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I have these structures:

typedef struct memory_slice {
    size_t startAdd; //Start of slice
    size_t dim; //Dim in bytes
    void *slice; //Chunk of memory
    struct memory_sclice *next; //Next element in list
} ms;

typedef struct heap_s {
    struct memory_slice *empty; //List of ptr to free memory
    struct memory_slice *used;
    heap_policy_t pol;
} heap_t;

I make two functions that work as constructor and destructor:

heap_t *heapCreate (size_t heapSize) {
    heap_t *p = malloc(sizeof(heap_t));

    if (heapSize != 0) {
        p->empty = malloc(sizeof(ms)); //Only one chunk
        p->empty->slice = malloc (sizeof(heapSize));
        p->empty->dim = heapSize;
    } else {
        p->empty = malloc(sizeof(ms));
        size_t ap = 1024;
        p->empty->slice = malloc (sizeof(ap));
        p->empty->dim = ap;
    }

    p->empty->startAdd = 0;
    p->empty->next = NULL;
    p->used = NULL;
    p->pol = first_fit;

    return p;
}

//Destructor of struct
void heapDestroy (heap_t *h) {
    //Free all slices
    struct memory_sclice *app;

    while (h->empty != NULL) {
        free(h->empty->slice);
        app = h->empty;
        h->empty = h->empty->next;
        free(app);
    }

    while (h->used != NULL) {
        free(h->used->slice);
        app = h->used;
        h->used = h->used->next;
        //free(app->slice);
        free(app);
    }

    free(h); //Delete main structure
}

This code works but I don't understand way I can't free memory like this "free(app->slice)" :

while (h->empty != NULL) {
        app = h->empty;
        free(app->slice);
        h->empty = h->empty->next;
        free(app);
    }

Can someone tell me where is the problem using "free(app->slice)" ??

share|improve this question
    
What precisely is the problem? "I don't understand way I can't free memory like this free(app->slice)" - neither do I. –  user529758 May 11 '13 at 21:47
    
Compile error or runtime error? –  Mohammad Ali Baydoun May 11 '13 at 21:47
    
At what point are you trying to call free(app->slice)? –  FDinoff May 11 '13 at 21:48

3 Answers 3

up vote 0 down vote accepted

I believe it's because you have a typo here:

struct memory_sclice *app;

It should be memory_slice.

Currently, app is not of type memory_slice and thus slice is not a member.

Basically, you have a pointer to a struct with no definition. (Unless for some very odd reason you have a struct in there called memory_sclice :V. I'd be surprised.)

Was this error really the only one that popped up?

share|improve this answer
    
This would wreak havoc with the compilation if compiled with much in the way of warnings. I'm not sure it would have much effect at runtime, though. –  Jonathan Leffler May 12 '13 at 1:50
    
Maybe the best solution is to call everything "ms" to avoid error so : "typedef struct ms { size_t startAdd; size_t dim; void *slice; struct memory_sclice *next; } ms;" –  user72708 May 12 '13 at 9:43

The code supplied has a couple of references to struct memory_cslice; those need to be changed to struct memory_slice. The code doesn't compile unless you add something like:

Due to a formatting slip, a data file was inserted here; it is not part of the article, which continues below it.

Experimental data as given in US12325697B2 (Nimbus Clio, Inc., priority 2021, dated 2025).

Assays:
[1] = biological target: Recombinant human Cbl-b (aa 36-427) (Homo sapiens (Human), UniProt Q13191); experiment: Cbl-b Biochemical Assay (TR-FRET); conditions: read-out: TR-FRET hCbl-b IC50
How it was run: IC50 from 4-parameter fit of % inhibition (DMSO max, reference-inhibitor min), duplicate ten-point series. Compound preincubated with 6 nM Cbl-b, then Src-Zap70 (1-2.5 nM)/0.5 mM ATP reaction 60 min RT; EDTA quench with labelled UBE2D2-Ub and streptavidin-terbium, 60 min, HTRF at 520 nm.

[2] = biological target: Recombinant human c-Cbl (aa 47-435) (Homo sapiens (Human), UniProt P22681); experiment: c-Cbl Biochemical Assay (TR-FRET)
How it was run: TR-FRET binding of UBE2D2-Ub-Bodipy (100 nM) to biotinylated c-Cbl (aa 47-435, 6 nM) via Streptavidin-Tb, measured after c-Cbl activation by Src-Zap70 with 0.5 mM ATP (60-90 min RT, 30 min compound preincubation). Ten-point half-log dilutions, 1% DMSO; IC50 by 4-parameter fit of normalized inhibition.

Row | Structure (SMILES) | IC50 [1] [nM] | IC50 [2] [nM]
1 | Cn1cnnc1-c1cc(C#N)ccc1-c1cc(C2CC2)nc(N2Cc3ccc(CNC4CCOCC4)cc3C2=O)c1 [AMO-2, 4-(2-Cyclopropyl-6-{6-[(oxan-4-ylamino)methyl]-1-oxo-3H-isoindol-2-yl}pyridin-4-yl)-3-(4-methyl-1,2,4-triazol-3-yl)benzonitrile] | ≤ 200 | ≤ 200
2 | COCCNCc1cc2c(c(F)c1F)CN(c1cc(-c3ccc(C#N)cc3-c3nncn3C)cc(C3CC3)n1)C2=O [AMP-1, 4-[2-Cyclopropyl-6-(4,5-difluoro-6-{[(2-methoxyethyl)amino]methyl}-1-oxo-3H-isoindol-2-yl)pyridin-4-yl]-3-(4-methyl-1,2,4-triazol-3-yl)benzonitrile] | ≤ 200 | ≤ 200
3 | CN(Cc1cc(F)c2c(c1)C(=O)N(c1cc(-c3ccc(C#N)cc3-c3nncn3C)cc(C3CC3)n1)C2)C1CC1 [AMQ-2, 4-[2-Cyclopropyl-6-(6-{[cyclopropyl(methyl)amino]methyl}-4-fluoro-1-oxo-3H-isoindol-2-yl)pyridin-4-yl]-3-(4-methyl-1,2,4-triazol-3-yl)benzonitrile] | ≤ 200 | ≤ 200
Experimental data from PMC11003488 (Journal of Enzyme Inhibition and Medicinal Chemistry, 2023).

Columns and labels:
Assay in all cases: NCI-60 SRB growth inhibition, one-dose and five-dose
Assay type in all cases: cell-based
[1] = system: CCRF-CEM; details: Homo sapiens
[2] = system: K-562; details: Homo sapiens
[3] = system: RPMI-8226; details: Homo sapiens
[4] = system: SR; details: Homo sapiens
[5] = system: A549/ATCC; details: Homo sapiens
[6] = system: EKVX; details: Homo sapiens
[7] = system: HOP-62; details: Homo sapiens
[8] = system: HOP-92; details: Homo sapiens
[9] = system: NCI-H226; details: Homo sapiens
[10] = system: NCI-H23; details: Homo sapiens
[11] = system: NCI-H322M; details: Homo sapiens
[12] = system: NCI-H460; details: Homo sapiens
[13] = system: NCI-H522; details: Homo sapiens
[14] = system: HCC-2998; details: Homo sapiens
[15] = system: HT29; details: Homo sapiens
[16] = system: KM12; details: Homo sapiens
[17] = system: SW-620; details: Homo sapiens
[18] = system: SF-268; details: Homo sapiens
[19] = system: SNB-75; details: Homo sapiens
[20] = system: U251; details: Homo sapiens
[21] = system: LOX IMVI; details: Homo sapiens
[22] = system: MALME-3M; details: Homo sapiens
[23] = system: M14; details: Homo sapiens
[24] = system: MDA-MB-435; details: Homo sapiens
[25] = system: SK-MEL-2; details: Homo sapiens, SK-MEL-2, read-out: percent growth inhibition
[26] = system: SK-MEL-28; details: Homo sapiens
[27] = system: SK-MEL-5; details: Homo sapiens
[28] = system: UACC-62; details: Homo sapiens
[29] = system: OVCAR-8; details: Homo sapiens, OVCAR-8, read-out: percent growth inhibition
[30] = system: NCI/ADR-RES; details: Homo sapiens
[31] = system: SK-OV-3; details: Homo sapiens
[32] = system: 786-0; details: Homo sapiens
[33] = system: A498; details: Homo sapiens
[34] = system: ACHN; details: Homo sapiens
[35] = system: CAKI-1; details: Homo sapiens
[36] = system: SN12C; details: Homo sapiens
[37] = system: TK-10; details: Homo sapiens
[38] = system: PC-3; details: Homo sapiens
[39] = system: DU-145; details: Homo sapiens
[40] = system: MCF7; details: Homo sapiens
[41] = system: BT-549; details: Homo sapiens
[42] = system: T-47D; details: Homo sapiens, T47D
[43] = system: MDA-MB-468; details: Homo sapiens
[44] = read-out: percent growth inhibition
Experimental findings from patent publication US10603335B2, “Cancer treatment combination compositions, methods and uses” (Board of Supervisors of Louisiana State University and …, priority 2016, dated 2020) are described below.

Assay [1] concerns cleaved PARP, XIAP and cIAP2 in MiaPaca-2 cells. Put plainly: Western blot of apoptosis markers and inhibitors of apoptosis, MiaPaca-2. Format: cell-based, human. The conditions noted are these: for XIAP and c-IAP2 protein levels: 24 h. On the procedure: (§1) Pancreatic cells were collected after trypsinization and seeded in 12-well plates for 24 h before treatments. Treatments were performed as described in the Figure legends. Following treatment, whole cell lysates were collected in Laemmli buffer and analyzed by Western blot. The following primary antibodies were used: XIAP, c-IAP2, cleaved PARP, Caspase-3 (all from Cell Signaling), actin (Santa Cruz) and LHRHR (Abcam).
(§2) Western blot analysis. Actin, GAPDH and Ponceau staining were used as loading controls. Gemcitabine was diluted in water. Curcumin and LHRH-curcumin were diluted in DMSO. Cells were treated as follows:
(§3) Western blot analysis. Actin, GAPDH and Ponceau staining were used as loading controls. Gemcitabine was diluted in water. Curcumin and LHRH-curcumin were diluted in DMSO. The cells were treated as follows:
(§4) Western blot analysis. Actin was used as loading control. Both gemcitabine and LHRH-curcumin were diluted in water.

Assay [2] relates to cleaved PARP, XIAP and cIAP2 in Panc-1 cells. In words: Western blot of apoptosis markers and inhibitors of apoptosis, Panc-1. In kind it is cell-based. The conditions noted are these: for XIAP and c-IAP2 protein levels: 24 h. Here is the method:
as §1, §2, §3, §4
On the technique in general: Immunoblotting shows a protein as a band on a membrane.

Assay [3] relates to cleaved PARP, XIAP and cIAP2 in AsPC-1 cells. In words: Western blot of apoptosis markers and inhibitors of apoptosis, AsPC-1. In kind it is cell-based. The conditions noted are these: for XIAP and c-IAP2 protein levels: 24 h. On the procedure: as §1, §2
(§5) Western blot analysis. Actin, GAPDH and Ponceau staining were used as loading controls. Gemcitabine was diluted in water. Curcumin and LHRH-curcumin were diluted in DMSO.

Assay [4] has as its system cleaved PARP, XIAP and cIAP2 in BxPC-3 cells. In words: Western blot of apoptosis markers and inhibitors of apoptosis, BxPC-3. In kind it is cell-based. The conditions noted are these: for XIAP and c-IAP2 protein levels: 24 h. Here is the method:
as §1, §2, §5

typedef enum { first_fit, best_fit, worst_fit } heap_policy_t;

Have you got and used valgrind available to you?

There are two problematic calls to malloc() (not adjacent in the actual code):

p->empty->slice = malloc(sizeof(heapSize));
...
p->empty->slice = malloc(sizeof(ap));

In each case, the argument to sizeof() is of type size_t, so in fact the two blocks are allocating the same amount of space, and it is likely either 4 bytes or 8 bytes. Very often it is correct to use sizeof() with malloc(); this is one of the cases where it is not correct. You'd simplify your code if you wrote:

heap_t *heapCreate(size_t heapSize)
{
    heap_t *p = malloc(sizeof(heap_t));

    if (heapSize == 0)
        heapSize = 1024;
    p->empty = malloc(sizeof(ms));
    p->empty->slice = malloc(heapSize);
    p->empty->dim = heapSize;
    p->empty->startAdd = 0;
    p->empty->next = NULL;
    p->used = NULL;
    p->pol = first_fit;
    return p;
}

Of course, you should handle the cases where malloc() fails, so that should be improved to:

heap_t *heapCreate(size_t heapSize)
{
    heap_t *p = malloc(sizeof(heap_t));
    if (p != 0)
    {
        if (heapSize == 0)
            heapSize = 1024;
        if ((p->empty = malloc(sizeof(ms))) == 0)
        {
            free(p);
            return 0;
        }
        if ((p->empty->slice = malloc(heapSize)) == 0)
        {
            free(p->empty);
            free(p);
            return 0;
        }
        p->empty->dim = heapSize;
        p->empty->startAdd = 0;
        p->empty->next = NULL;
        p->used = NULL;
        p->pol = first_fit;
    }
    return p;
}
share|improve this answer
    
Thank you for corrections, your code is cleaner that mine! I forgot to post that enum : "typedef enum { first_fit, best_fit, worst_fit } heap_policy_t;" –  user72708 May 12 '13 at 9:37
    
(+1) For the good answer. –  Mohammad Ali Baydoun May 12 '13 at 11:20

You should use unix functions brk and sbrk if you want to build your own toy memory manager :)

It would definitely be alot easier to answer if you gave us the specific context of where you called free(app->slice) in your code, inorder for it to break. This is because you should be able free memory by doing a free(app->slice).

share|improve this answer
    
While it's possible to use brk() and sbrk(), I'm not sure it is recommended. Until the basic problems are sorted out, it is sensible and far easier to use malloc() et al in lieu of brk() or sbrk(). –  Jonathan Leffler May 12 '13 at 1:48
    
Thank you I didn't know these functions! –  user72708 May 12 '13 at 9:47

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